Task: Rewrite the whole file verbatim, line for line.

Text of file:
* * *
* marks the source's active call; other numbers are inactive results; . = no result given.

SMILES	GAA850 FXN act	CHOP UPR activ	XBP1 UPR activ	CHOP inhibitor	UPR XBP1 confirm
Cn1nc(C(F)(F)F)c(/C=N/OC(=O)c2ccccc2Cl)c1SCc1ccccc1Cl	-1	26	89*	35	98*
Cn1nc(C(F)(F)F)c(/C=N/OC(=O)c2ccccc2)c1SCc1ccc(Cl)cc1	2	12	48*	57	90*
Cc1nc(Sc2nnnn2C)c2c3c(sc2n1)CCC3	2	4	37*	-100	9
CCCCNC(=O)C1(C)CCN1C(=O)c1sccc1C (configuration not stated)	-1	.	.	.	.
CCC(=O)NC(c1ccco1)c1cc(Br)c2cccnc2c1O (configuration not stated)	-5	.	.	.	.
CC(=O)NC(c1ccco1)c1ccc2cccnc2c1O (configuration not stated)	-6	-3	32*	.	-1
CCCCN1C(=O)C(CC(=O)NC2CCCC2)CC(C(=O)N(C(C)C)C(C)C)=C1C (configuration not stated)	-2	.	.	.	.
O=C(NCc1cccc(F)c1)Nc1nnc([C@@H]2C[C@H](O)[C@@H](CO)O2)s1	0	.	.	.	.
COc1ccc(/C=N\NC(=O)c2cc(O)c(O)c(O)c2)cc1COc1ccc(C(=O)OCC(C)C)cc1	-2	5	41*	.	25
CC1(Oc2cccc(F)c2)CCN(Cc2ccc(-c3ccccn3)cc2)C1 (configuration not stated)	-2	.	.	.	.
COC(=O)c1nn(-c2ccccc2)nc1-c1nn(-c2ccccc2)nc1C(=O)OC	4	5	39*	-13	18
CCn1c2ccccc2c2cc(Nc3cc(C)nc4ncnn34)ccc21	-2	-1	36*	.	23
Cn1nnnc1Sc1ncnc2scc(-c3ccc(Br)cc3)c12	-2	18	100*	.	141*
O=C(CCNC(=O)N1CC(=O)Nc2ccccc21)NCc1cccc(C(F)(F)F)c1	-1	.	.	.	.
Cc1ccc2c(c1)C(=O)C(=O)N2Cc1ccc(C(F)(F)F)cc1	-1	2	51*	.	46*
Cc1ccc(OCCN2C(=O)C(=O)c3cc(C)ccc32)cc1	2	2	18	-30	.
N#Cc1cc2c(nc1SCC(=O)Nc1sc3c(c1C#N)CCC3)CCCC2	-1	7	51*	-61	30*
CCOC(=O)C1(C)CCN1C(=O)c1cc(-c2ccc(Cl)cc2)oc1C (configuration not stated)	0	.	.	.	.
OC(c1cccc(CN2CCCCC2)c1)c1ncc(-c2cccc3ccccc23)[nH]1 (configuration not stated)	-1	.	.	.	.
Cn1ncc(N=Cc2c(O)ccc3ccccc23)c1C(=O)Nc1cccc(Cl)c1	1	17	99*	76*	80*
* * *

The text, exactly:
* marks the source's active call; other numbers are inactive results; . = no result given.

SMILES	GAA850 FXN act	CHOP UPR activ	XBP1 UPR activ	CHOP inhibitor	UPR XBP1 confirm
Cn1nc(C(F)(F)F)c(/C=N/OC(=O)c2ccccc2Cl)c1SCc1ccccc1Cl	-1	26	89*	35	98*
Cn1nc(C(F)(F)F)c(/C=N/OC(=O)c2ccccc2)c1SCc1ccc(Cl)cc1	2	12	48*	57	90*
Cc1nc(Sc2nnnn2C)c2c3c(sc2n1)CCC3	2	4	37*	-100	9
CCCCNC(=O)C1(C)CCN1C(=O)c1sccc1C (configuration not stated)	-1	.	.	.	.
CCC(=O)NC(c1ccco1)c1cc(Br)c2cccnc2c1O (configuration not stated)	-5	.	.	.	.
CC(=O)NC(c1ccco1)c1ccc2cccnc2c1O (configuration not stated)	-6	-3	32*	.	-1
CCCCN1C(=O)C(CC(=O)NC2CCCC2)CC(C(=O)N(C(C)C)C(C)C)=C1C (configuration not stated)	-2	.	.	.	.
O=C(NCc1cccc(F)c1)Nc1nnc([C@@H]2C[C@H](O)[C@@H](CO)O2)s1	0	.	.	.	.
COc1ccc(/C=N\NC(=O)c2cc(O)c(O)c(O)c2)cc1COc1ccc(C(=O)OCC(C)C)cc1	-2	5	41*	.	25
CC1(Oc2cccc(F)c2)CCN(Cc2ccc(-c3ccccn3)cc2)C1 (configuration not stated)	-2	.	.	.	.
COC(=O)c1nn(-c2ccccc2)nc1-c1nn(-c2ccccc2)nc1C(=O)OC	4	5	39*	-13	18
CCn1c2ccccc2c2cc(Nc3cc(C)nc4ncnn34)ccc21	-2	-1	36*	.	23
Cn1nnnc1Sc1ncnc2scc(-c3ccc(Br)cc3)c12	-2	18	100*	.	141*
O=C(CCNC(=O)N1CC(=O)Nc2ccccc21)NCc1cccc(C(F)(F)F)c1	-1	.	.	.	.
Cc1ccc2c(c1)C(=O)C(=O)N2Cc1ccc(C(F)(F)F)cc1	-1	2	51*	.	46*
Cc1ccc(OCCN2C(=O)C(=O)c3cc(C)ccc32)cc1	2	2	18	-30	.
N#Cc1cc2c(nc1SCC(=O)Nc1sc3c(c1C#N)CCC3)CCCC2	-1	7	51*	-61	30*
CCOC(=O)C1(C)CCN1C(=O)c1cc(-c2ccc(Cl)cc2)oc1C (configuration not stated)	0	.	.	.	.
OC(c1cccc(CN2CCCCC2)c1)c1ncc(-c2cccc3ccccc23)[nH]1 (configuration not stated)	-1	.	.	.	.
Cn1ncc(N=Cc2c(O)ccc3ccccc23)c1C(=O)Nc1cccc(Cl)c1	1	17	99*	76*	80*